Randomized clinical trial of diethylstilbestrol versus tamoxifen in postmenopausal women with advanced breast cancer

N Engl J Med. 1981 Jan 1;304(1):16-21. doi: 10.1056/NEJM198101013040104.


Before the introduction of tamoxifen, diethylstilbestrol (DES) was widely considered to be the hormonal treatment of choice in postmenopausal women with advanced breast cancer. We performed a randomized clinical trial of these two agents to determine their relative efficacy and toxicity. The trial involved 143 evaluable patients, of whom 99 had received no prior systemic therapy and 44 had received previous chemotherapy. The regression rates (complete plus partial) were higher in patients receiving DES (41 per cent) than in those receiving tamoxifen (33 per cent), but not significantly so (P = 0.37). In patients who had had no prior systemic therapy, the rates were 44 per cent and 38 per cent, respectively (P = 0.55), and in those who had had previous chemotherapy, 32 per cent vs. 23 per cent (P = 0.50). Analysis of the time until treatment failure for the two treatment groups showed no significant difference (medians: DES, 142 days; tamoxifen, 171 days). Toxicity was greater in patients receiving DES; nine of 74 patients (12 per cent) discontinued therapy solely because of adverse reactions. Since there was no statistically significant difference in efficacy and since tamoxifen was less toxic, tamoxifen appears to be the preferred agent.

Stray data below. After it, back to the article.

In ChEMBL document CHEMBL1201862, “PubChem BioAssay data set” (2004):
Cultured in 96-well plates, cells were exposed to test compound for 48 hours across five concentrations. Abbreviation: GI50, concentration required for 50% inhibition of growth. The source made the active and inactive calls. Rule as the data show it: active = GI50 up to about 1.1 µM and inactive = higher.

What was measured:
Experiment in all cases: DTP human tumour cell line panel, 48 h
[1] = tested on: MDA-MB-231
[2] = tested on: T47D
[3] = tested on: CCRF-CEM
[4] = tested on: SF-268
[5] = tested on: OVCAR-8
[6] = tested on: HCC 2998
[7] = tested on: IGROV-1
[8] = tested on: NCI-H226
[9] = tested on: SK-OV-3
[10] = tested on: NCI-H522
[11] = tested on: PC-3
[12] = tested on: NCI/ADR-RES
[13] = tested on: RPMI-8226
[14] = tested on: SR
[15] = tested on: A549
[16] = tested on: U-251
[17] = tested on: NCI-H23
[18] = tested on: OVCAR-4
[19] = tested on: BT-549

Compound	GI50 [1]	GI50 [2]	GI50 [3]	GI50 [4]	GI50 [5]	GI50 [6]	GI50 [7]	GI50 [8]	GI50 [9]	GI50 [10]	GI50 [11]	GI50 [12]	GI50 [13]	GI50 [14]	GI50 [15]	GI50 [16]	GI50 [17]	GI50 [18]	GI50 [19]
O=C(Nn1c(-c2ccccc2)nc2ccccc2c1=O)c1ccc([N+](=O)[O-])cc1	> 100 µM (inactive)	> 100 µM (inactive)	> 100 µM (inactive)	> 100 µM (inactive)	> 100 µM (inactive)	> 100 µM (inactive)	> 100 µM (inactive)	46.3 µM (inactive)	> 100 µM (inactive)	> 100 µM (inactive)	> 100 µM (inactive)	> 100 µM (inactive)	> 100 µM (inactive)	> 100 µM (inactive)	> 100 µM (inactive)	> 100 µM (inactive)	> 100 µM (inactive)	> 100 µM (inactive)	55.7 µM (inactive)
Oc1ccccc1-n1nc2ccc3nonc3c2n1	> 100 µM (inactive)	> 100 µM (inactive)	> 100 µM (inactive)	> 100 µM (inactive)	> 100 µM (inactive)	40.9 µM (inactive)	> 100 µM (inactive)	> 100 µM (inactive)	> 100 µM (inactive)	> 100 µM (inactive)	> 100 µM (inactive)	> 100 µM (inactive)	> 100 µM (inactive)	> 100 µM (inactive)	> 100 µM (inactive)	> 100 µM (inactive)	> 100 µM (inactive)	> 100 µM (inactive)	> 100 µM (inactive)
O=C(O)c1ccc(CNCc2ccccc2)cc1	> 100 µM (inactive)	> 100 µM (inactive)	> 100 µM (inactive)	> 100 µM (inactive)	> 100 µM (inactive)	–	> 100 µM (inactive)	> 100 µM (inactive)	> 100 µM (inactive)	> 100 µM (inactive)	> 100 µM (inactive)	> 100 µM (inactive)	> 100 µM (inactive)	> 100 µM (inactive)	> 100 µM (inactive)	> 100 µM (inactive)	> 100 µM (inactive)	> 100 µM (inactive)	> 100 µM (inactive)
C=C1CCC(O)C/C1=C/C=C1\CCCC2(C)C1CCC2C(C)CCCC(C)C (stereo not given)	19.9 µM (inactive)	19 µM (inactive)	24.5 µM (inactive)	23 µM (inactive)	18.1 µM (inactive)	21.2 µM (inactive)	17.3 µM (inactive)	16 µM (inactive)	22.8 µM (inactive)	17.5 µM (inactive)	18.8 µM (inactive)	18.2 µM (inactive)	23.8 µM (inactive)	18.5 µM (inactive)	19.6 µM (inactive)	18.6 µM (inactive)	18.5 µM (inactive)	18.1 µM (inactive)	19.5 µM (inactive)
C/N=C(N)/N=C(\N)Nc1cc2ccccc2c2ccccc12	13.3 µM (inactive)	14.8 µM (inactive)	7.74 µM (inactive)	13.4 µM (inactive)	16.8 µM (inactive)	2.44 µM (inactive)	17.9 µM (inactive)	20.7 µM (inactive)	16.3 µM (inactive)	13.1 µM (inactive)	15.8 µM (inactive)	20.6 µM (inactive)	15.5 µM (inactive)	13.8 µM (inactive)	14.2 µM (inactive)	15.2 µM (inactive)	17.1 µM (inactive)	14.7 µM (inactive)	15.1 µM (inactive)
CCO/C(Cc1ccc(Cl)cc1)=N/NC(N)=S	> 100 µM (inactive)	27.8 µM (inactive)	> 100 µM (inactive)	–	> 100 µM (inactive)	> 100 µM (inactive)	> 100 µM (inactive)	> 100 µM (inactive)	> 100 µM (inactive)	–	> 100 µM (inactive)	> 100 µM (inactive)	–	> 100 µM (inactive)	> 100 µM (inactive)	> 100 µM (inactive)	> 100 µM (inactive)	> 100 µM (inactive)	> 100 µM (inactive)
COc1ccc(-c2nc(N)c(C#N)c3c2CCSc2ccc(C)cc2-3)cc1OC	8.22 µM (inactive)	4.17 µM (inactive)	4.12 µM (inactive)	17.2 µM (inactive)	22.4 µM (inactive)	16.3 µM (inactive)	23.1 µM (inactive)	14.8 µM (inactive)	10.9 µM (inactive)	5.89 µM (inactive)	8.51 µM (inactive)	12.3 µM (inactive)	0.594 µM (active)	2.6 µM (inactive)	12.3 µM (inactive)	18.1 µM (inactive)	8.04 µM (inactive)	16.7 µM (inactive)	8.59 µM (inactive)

Publication types

  • Clinical Trial
  • Comparative Study
  • Randomized Controlled Trial
  • Research Support, U.S. Gov't, P.H.S.

MeSH terms

  • Aged
  • Breast Neoplasms / drug therapy*
  • Breast Neoplasms / mortality
  • Castration
  • Clinical Trials as Topic
  • Diethylstilbestrol / therapeutic use*
  • Diethylstilbestrol / toxicity
  • Female
  • Humans
  • Menopause*
  • Middle Aged
  • Random Allocation
  • Tamoxifen / therapeutic use*
  • Tamoxifen / toxicity


  • Tamoxifen
  • Diethylstilbestrol